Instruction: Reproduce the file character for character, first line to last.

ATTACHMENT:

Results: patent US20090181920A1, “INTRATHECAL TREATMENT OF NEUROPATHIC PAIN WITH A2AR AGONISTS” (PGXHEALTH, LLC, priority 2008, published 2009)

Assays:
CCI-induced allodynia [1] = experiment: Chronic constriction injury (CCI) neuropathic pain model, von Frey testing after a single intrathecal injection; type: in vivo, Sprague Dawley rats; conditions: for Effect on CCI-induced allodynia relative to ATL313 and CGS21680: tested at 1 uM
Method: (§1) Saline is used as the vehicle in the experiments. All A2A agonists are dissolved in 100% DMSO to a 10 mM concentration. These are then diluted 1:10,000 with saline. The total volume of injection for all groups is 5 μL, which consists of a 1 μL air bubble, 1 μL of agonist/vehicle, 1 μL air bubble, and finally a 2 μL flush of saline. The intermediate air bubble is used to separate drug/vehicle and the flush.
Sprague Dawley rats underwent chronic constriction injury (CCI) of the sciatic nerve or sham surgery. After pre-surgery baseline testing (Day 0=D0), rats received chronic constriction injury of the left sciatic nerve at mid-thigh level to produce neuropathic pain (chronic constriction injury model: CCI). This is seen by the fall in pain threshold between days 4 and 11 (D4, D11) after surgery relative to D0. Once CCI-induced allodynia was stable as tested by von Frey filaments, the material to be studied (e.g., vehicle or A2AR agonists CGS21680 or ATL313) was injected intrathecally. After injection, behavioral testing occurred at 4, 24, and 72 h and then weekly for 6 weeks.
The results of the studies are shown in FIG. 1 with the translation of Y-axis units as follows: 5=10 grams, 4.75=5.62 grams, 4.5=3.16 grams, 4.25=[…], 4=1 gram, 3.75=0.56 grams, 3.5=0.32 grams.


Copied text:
Results: patent US20090181920A1, “INTRATHECAL TREATMENT OF NEUROPATHIC PAIN WITH A2AR AGONISTS” (PGXHEALTH, LLC, priority 2008, published 2009)

Assays:
CCI-induced allodynia [1] = experiment: Chronic constriction injury (CCI) neuropathic pain model, von Frey testing after a single intrathecal injection; type: in vivo, Sprague Dawley rats; conditions: for Effect on CCI-induced allodynia relative to ATL313 and CGS21680: tested at 1 uM
Method: (§1) Saline is used as the vehicle in the experiments. All A2A agonists are dissolved in 100% DMSO to a 10 mM concentration. These are then diluted 1:10,000 with saline. The total volume of injection for all groups is 5 μL, which consists of a 1 μL air bubble, 1 μL of agonist/vehicle, 1 μL air bubble, and finally a 2 μL flush of saline. The intermediate air bubble is used to separate drug/vehicle and the flush.
Sprague Dawley rats underwent chronic constriction injury (CCI) of the sciatic nerve or sham surgery. After pre-surgery baseline testing (Day 0=D0), rats received chronic constriction injury of the left sciatic nerve at mid-thigh level to produce neuropathic pain (chronic constriction injury model: CCI). This is seen by the fall in pain threshold between days 4 and 11 (D4, D11) after surgery relative to D0. Once CCI-induced allodynia was stable as tested by von Frey filaments, the material to be studied (e.g., vehicle or A2AR agonists CGS21680 or ATL313) was injected intrathecally. After injection, behavioral testing occurred at 4, 24, and 72 h and then weekly for 6 weeks.
The results of the studies are shown in FIG. 1 with the translation of Y-axis units as follows: 5=10 grams, 4.75=5.62 grams, 4.5=3.16 grams, 4.25=[…], 4=1 gram, 3.75=0.56 grams, 3.5=0.32 grams.